Dezi's Golden Nuggets - VICTIMS

Anyone can be a victim...and anyone can choose not to... What are you choosing?

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11 Types of Victims - Do any of these sound familiar?

1. The Savior:

This person believes it’s their mission to "save" the world. They may be genuinely motivated by the desire to be of service, but the do-gooder tendency can also be a way to hide behind a role that keeps them from feeling powerless. They constantly project victimhood onto others and take up a thousand different causes, not from pure love, but from fear and reactivity. These victims would rather focus on others than look at themselves.


2. The Eeyore:

This person walks around with a perpetual rain cloud over their head. The world hasn’t given them their due, and they’ll say so to anyone who is willing to listen. For such a victim, the glass is always half-empty, and anyone who dares to suggest otherwise has obviously not experienced the amount of strife and misfortune that has been this "Why Me?" person's unhappy lot.


3. The Blissful Naif:

He or she might walk around with flowy clothing, a serene smile, and a Sanskrit mantra on their lips—or their denial might simply manifest as a tendency to avoid anything dark, like the nightly news report or a violent movie. While the desire to keep a positive spirit is laudable, when it stems from fear, you'll see the person cling to a fantasy world, running from any ugly emotions or unpleasant aspect of reality.


4. The Busy Bee:

This is the person who powers ahead at any cost. They can’t slow down, and relaxation time has to be penciled into their calendar. They are constantly multitasking, working after hours, and complaining about what a busy day, month, year, or lifetime it’s been. Their busyness, in fact, is avoidance—a numbing mechanism and a convenient excuse to dodge aspects of their lives that might be troublesome or difficult.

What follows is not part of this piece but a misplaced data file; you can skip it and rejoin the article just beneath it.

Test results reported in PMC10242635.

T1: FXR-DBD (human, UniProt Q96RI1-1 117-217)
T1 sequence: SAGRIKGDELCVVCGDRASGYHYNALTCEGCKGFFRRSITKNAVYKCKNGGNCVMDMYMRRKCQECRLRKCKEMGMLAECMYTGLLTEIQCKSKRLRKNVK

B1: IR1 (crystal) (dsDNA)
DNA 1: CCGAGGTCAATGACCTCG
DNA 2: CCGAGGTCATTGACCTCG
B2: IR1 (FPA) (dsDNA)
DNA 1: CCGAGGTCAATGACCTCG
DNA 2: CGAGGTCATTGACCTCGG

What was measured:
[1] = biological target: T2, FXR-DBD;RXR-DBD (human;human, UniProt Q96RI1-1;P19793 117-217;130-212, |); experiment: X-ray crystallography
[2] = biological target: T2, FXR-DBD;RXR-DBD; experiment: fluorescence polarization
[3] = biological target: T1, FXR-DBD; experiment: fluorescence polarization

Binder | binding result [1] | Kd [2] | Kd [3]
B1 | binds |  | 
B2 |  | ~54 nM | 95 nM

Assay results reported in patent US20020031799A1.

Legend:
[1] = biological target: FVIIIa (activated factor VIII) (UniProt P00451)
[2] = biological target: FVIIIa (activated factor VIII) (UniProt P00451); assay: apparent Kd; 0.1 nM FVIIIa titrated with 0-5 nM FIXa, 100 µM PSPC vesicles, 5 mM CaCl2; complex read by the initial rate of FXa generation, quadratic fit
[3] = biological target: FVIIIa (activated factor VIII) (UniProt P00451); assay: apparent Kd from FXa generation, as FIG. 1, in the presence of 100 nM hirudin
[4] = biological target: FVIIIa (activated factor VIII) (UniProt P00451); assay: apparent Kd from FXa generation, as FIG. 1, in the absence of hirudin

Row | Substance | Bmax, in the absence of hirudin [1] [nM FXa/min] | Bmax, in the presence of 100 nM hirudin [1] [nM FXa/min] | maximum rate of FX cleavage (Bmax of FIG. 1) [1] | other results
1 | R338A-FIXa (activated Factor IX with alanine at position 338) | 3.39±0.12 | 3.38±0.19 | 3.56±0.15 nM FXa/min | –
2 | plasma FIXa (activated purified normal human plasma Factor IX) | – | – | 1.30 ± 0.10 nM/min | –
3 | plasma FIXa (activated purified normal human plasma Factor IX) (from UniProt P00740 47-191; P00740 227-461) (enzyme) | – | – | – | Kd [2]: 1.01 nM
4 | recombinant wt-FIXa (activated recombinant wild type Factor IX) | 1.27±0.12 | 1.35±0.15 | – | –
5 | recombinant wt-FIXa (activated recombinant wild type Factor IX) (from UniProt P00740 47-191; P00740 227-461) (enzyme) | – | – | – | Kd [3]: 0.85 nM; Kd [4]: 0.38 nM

5. The Screw-Up:

This is the one who can never seem to get their act together. Their screwing up might look like perpetual unemployment, depending on loved ones to bail them out, or making poor decisions that have long-term consequences. They might even be apologetic about their inability to function in the world, but mostly, the lamentation, "I can’t ever seem to do anything right," keeps them spinning in the hamster wheel of their hopelessness, especially if there’s a Savior or Caretaker ready to come to the rescue.


6. The Escape Artist:

"Anywhere but here" is the Escape Artist's personal mantra. This tendency can show up in tons of different ways—in the hopeless addict (of love, sex, drugs, money, food, video games—you name it), the daydreamer who can never seem to get her great ideas off the ground, the devoted spouse who pours all their free time and energy into their partner, or the restless friend who is on to the next thing before you can finish your sentence. Escape Artists typically operate from a sense of self-abandonment and have the fundamental belief that they are flawed. Escapism is perhaps the most common of all the victim types, as it emerges from a wound that every single one of us carries. “I'm not good enough.”